A State-of-the-Art paper published this week in the Journal of the American College of Cardiology (JACC) provides three perspectives on the recommendations for treatment of hypertension published in the Journal of the American Medical Association (JAMA) late last year by panel members appointed to the Eighth Joint National Committee. The recommendations garnered much attention in the lay press and physician community for several major changes from the previous guideline (JNC 7). In particular, the recommendations raised the systolic blood pressure threshold for treatment of hypertensive persons aged 60 years or older to 150 mm Hg. A target of 140/90 was maintained for other age groups and for patients with diabetes or chronic kidney disease. Continue reading
This post was authored by Michelle A. Grenier, MD, FACC, member of the ACC’s Sports and Exercise Cardiology Section Leadership Council.
There is little that sparks more controversy amongst physicians caring for young athletes than the pre-participating screening physical. There are factions amongst some of the most intelligent, well-read, elite practitioners. On one end of the spectrum, there is the belief: “What use is the screening physical if the end result is the final common pathway (unstable ventricular arrhythmia)?” On the other end, there is the belief that “All young athletes, regardless of sport and level of participation require history, physical, EKG and echo… and if necessary, MRI and stress!” In reality, the majority fall somewhere in between, and vacillate somewhat in real-world practice. Continue reading
By Michael Mansour, MD, FACC, chair of ACC’s Board of Governors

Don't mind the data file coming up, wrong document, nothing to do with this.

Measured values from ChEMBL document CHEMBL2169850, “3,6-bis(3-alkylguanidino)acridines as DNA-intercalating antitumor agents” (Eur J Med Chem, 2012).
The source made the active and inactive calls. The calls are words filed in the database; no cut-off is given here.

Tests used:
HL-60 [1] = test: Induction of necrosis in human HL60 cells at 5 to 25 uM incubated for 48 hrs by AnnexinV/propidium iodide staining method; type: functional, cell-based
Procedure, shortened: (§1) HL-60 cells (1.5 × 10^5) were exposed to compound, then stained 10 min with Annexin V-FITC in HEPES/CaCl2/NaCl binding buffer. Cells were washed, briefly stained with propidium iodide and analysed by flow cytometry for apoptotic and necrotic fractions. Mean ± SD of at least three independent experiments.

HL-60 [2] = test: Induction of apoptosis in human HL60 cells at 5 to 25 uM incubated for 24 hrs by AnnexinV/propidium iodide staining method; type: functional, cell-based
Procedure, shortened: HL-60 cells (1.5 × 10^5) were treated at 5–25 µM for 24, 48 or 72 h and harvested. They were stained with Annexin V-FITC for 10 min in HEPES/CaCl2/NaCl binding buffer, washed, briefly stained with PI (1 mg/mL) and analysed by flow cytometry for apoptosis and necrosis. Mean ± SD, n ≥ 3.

Last November, the ACC and the American Heart Association (AHA), in collaboration with the National Heart, Lung, and Blood Institute (NHLBI) and other specialty societies, released four prevention guidelines that focused on obesity, the assessment of cardiovascular risk, lifestyle modifications to reduce cardiovascular risk and management of elevated blood cholesterol and body weight in adults. Continue reading
Public Citizen, a consumer advocacy group, called on 20 hospitals today to stop marketing health screening programs directly to the public, saying such screenings do “a great disservice to the community … and to public health more broadly.”
In letters sent directly to the hospitals sponsoring screenings by HealthFair, based in Winter Park, FL, Public Citizen called on the hospitals to stop “fearmongering — scaring healthy individuals about their future health.” The letters note that for “many people, false-positive test results from this screening lead to unfounded anxiety and additional unnecessary, risky, and costly diagnostic procedures and treatment interventions.” They also point out that false positives can also lead to overdiagnosis.
See ACC video coverage of the hottest topics from opening day of ACC.14:
The following post authored by William A. Zoghbi, MD, MACC, Joseph P. Drozda, Jr., MD, FACC, Joseph M. Allen, MA, and William J. Oetgen, MD, MBA, is in response to a recent New England Journal of Medicine perspective piece on the American Board of Internal Medicine (ABIM) Foundation’s Choosing Wisely campaign – a groundbreaking initiative that addresses unnecessary tests and procedures by promoting conversations between physicians and patients about what care is appropriate for their condition. In April 2012, the College joined eight other medical specialty societies in releasing specialty-specific lists of “Five Things Physicians and Patients Should Question” based on current evidence about management and treatment options. Since then the number of participating societies has grown exponentially and an increasing number of related tools have been developed.
In a recent perspective piece in the New England Journal of Medicine, Morden and colleagues offer their assessment of the ABIM Foundation’s Choosing Wisely campaign. In their analysis, they note that there are at least three factors to be admired in the Choosing Wisely concept. Continue reading